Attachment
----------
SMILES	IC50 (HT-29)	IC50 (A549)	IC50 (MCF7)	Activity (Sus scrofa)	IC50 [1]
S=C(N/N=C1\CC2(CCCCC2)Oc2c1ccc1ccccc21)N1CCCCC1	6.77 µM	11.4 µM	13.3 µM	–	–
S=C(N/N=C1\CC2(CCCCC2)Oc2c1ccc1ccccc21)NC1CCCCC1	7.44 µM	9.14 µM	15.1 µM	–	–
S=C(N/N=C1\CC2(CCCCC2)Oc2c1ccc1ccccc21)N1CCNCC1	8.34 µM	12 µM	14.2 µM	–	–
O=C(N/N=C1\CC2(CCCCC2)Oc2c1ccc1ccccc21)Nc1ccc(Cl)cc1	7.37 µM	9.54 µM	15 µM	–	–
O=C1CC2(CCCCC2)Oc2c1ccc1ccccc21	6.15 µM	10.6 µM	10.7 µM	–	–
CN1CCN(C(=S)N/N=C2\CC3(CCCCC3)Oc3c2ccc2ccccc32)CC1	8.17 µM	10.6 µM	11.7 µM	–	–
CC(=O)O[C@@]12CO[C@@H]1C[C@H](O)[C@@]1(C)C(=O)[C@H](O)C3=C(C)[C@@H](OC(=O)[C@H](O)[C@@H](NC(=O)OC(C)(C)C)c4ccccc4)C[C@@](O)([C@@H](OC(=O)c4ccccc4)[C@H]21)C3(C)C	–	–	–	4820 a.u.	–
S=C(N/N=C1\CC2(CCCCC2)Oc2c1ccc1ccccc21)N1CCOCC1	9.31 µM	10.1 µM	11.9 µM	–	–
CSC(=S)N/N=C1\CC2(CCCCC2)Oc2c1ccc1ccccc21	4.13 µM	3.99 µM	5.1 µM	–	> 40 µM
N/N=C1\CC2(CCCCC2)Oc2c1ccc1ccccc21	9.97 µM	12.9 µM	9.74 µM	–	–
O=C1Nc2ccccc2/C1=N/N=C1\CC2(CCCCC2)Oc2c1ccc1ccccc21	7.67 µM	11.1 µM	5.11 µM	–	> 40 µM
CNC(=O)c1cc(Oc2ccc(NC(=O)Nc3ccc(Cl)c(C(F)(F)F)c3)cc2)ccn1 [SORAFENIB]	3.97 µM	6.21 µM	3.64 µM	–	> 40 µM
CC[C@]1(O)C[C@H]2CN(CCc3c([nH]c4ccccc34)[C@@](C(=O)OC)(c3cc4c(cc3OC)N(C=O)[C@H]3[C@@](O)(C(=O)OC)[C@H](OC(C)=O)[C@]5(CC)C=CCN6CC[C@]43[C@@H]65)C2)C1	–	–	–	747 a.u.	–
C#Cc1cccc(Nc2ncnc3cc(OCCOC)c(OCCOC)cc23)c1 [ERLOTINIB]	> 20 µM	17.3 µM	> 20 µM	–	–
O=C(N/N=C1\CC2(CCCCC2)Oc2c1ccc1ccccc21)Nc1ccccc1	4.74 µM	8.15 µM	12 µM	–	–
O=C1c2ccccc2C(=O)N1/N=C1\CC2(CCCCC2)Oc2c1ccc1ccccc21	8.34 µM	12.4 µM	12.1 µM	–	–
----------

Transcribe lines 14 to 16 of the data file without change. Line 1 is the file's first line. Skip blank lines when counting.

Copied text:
CC[C@]1(O)C[C@H]2CN(CCc3c([nH]c4ccccc34)[C@@](C(=O)OC)(c3cc4c(cc3OC)N(C=O)[C@H]3[C@@](O)(C(=O)OC)[C@H](OC(C)=O)[C@]5(CC)C=CCN6CC[C@]43[C@@H]65)C2)C1	–	–	–	747 a.u.	–
C#Cc1cccc(Nc2ncnc3cc(OCCOC)c(OCCOC)cc23)c1 [ERLOTINIB]	> 20 µM	17.3 µM	> 20 µM	–	–
O=C(N/N=C1\CC2(CCCCC2)Oc2c1ccc1ccccc21)Nc1ccccc1	4.74 µM	8.15 µM	12 µM	–	–